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Downclimb: Summit Route's Weekly Infosec News Recap
2016.04.03 – 2016.04.10:
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"Exploiting Flash is getting harder. Used to find a bug a day. Now it’s a bug a week." Natalie Silvanovich


"When searching StackOverflow for angular questions, be sure to filter by the month when your version was relevant" ‏@GonzoHacker


"You carry a networked location-tracking mic/camera/accelerometer everywhere you go, but sure, tape over the built-in webcam on your laptop." Mike Myers

Top stories

Panama Papers

A Panamanian law firm was hacked that was responsible for putting billions of dollars of the rich and famous into offshore accounts for tax evasion purposes in many cases. The documents were leaked and has caused some real world impact, such as Iceland's Prime Minister stepping down. There were also stories this week of someone recruiting hackers to help him gain access to law firms in order to do insider trading. The take-away is that law firms are being aggressively targeted now, and once again we have a case where attackers aren't targetting their victims directly (the politicians), but rather going after third-parties (the law firm) in order to gain access to the data of interest.


Newspaper news

  • $2.3B lost to CEO email scams: The FBI has reported that since October 2013, criminals have impersonated company executives to convince employees to transfer money to their accounts, resulting in $2.3B stolen.
  • 55+ companies have fallen to W-2 Phishing Scams: A popular scam in recent months has been to attempt to get information from companies that can be used to collect the tax refunds from their employees. 55 companies including Snapchat, Seagate, Sprouts grocery store, and many more have fallen victim to this scam.
  • WhatsApp integrates Signal: WhatsApp integrated the Signal Protocol, resulting in end-to-end encryption turned on for all users by default, including warning users when the people they are speaking with have not updated their app. This ensures that not even WhatsApp developers can not see the plain text of messages sent (well, they could always push down a malicious update to disable or workaround this, but this is still a giant step forward).
  • GitHub enables GPG signature verification: Git supports signing commits and tags with GPG, and now GitHub will show you when these are signed.

Conference materials and publications

  • BeyondCorp: Design to Deployment: Google's BeyondCorp strategy has been heralded as the right way forward for protecting networks. The concept is to no longer have an internal corp network that employees need to hard-wire or VPN into, because that promotes a crunchy outside and soft inside network, where once an attack gets on one of your employee laptops they end up with free rein. The BeyondCorp strategy that Google announced a year ago advises that you shouldn't provide access to systems just because of what network they come in on. This new paper describes this concept in more detail.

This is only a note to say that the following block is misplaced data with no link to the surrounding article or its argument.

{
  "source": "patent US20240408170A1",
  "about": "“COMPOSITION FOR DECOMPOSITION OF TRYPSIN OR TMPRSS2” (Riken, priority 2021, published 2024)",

• CrossFire: An Analysis of Firefox Extension-Reuse Vulnerabilities: This paper, presented recently at Black Hat Europe, describes how popular Firefox extensions, such as NoScript, Firebug, Greasemonkey, and more allow a malicious add-on to leverage the capabilities of other add-ons.

Other reads

  • If You Can’t Break Crypto, Break the Client: Recovery of Plaintext iMessage Data: A month ago Matthew Green and his team disclosed an attack against iMessage involving tricky crypto, some special circumstances and assumptions, and 70 hours to carry an attack that would gain access to the encrypted iMessage attachments. This week though, a much simpler attack was revealed by going after the client itself. In this attack, if you can convince the user to click a weird looking link that begins with "javascript://" you'll be able to retrieve their entire chat history and associated attachments.
  • gem replacement vulnerability and mitigation: The Ruby gems repo had a vulnerability that allowed anyone to replace the gems of other developers, if that gem name contained a dash.
  • Analysis of an Intrusive Cross-Platform Adware; OSX/Pirrit: Shows analysis of adware on OSX without reversing, looking only at forensics evidence of it.
  • Rollout or not: The benefits and risks of iOS remote hot patching: iOS apps have to be reviewed by Apple, even updates, which slows down the development cycles of app creators. They have bypassed Apple's App Store restrictions by hot-patching their apps, and this post looks at how this is done and the dangers it creates.
  • Flash ITW 0-day killed before functional (CVE-2016-1019): Adobe fixed a vuln this week that was being exploited In The Wild (ITW) in an attempt to serve ransomware. However, the exploit didn't quite work due to mitigations in Flash, so this exploit wouldn't work on anyone despite being a new, previously unknown vulnerability. Great work by ProofPoint for discovering this change to the Magnitude exploit kit before it was able to work successfully. It seems it's been a long time since an ITW browser 0-day was used for purely criminal purposes as opposed to nation state work. Most criminal exploitation these days uses old-day against out-dated browsers.